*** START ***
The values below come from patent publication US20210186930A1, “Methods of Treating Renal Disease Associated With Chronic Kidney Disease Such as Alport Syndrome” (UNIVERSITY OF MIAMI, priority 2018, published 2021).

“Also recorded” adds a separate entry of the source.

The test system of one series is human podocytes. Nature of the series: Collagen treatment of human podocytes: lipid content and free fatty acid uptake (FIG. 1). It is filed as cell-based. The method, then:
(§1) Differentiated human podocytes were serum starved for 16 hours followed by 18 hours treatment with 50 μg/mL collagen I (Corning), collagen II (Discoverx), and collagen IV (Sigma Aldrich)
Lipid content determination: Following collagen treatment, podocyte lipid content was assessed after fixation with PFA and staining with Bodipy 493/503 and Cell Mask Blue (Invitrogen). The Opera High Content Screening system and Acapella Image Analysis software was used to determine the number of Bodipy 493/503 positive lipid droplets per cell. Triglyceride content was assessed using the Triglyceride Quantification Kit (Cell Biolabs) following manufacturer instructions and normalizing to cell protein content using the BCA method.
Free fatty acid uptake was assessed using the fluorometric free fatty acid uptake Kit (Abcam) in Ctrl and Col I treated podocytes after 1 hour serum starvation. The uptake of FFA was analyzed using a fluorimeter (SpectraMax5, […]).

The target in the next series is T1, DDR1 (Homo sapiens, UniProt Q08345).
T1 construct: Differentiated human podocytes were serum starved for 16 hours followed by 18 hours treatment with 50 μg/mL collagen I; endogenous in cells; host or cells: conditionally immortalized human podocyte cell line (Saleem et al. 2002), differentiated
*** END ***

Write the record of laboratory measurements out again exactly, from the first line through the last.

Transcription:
The values below come from patent publication US20210186930A1, “Methods of Treating Renal Disease Associated With Chronic Kidney Disease Such as Alport Syndrome” (UNIVERSITY OF MIAMI, priority 2018, published 2021).

“Also recorded” adds a separate entry of the source.

The test system of one series is human podocytes. Nature of the series: Collagen treatment of human podocytes: lipid content and free fatty acid uptake (FIG. 1). It is filed as cell-based. The method, then:
(§1) Differentiated human podocytes were serum starved for 16 hours followed by 18 hours treatment with 50 μg/mL collagen I (Corning), collagen II (Discoverx), and collagen IV (Sigma Aldrich)
Lipid content determination: Following collagen treatment, podocyte lipid content was assessed after fixation with PFA and staining with Bodipy 493/503 and Cell Mask Blue (Invitrogen). The Opera High Content Screening system and Acapella Image Analysis software was used to determine the number of Bodipy 493/503 positive lipid droplets per cell. Triglyceride content was assessed using the Triglyceride Quantification Kit (Cell Biolabs) following manufacturer instructions and normalizing to cell protein content using the BCA method.
Free fatty acid uptake was assessed using the fluorometric free fatty acid uptake Kit (Abcam) in Ctrl and Col I treated podocytes after 1 hour serum starvation. The uptake of FFA was analyzed using a fluorimeter (SpectraMax5, […]).

The target in the next series is T1, DDR1 (Homo sapiens, UniProt Q08345).
T1 construct: Differentiated human podocytes were serum starved for 16 hours followed by 18 hours treatment with 50 μg/mL collagen I; endogenous in cells; host or cells: conditionally immortalized human podocyte cell line (Saleem et al. 2002), differentiated